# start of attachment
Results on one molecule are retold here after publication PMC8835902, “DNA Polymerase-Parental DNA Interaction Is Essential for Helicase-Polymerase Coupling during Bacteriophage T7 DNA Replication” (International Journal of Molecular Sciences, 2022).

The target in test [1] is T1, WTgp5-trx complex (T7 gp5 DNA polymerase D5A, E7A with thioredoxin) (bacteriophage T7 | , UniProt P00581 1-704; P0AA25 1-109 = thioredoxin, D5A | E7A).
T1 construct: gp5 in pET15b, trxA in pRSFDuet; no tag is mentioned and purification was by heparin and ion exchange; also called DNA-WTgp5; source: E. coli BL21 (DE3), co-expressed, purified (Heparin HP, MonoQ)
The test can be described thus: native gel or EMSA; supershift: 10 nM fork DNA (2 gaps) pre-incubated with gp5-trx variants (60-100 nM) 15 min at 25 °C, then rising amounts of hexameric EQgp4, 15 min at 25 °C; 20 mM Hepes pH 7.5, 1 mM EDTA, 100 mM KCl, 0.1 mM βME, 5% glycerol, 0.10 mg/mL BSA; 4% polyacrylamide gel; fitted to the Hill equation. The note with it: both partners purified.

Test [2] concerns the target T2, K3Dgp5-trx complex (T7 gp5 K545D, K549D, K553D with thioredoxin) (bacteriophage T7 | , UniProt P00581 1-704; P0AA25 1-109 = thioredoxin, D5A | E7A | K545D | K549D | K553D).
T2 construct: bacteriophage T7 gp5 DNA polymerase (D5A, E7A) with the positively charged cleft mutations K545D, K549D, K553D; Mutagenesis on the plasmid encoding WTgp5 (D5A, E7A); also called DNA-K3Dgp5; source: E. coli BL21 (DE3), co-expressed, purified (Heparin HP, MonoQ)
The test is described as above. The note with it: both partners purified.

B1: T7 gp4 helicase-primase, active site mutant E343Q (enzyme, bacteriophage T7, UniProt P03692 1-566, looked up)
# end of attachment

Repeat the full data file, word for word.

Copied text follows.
Results on one molecule are retold here after publication PMC8835902, “DNA Polymerase-Parental DNA Interaction Is Essential for Helicase-Polymerase Coupling during Bacteriophage T7 DNA Replication” (International Journal of Molecular Sciences, 2022).

The target in test [1] is T1, WTgp5-trx complex (T7 gp5 DNA polymerase D5A, E7A with thioredoxin) (bacteriophage T7 | , UniProt P00581 1-704; P0AA25 1-109 = thioredoxin, D5A | E7A).
T1 construct: gp5 in pET15b, trxA in pRSFDuet; no tag is mentioned and purification was by heparin and ion exchange; also called DNA-WTgp5; source: E. coli BL21 (DE3), co-expressed, purified (Heparin HP, MonoQ)
The test can be described thus: native gel or EMSA; supershift: 10 nM fork DNA (2 gaps) pre-incubated with gp5-trx variants (60-100 nM) 15 min at 25 °C, then rising amounts of hexameric EQgp4, 15 min at 25 °C; 20 mM Hepes pH 7.5, 1 mM EDTA, 100 mM KCl, 0.1 mM βME, 5% glycerol, 0.10 mg/mL BSA; 4% polyacrylamide gel; fitted to the Hill equation. The note with it: both partners purified.

Test [2] concerns the target T2, K3Dgp5-trx complex (T7 gp5 K545D, K549D, K553D with thioredoxin) (bacteriophage T7 | , UniProt P00581 1-704; P0AA25 1-109 = thioredoxin, D5A | E7A | K545D | K549D | K553D).
T2 construct: bacteriophage T7 gp5 DNA polymerase (D5A, E7A) with the positively charged cleft mutations K545D, K549D, K553D; Mutagenesis on the plasmid encoding WTgp5 (D5A, E7A); also called DNA-K3Dgp5; source: E. coli BL21 (DE3), co-expressed, purified (Heparin HP, MonoQ)
The test is described as above. The note with it: both partners purified.

B1: T7 gp4 helicase-primase, active site mutant E343Q (enzyme, bacteriophage T7, UniProt P03692 1-566, looked up)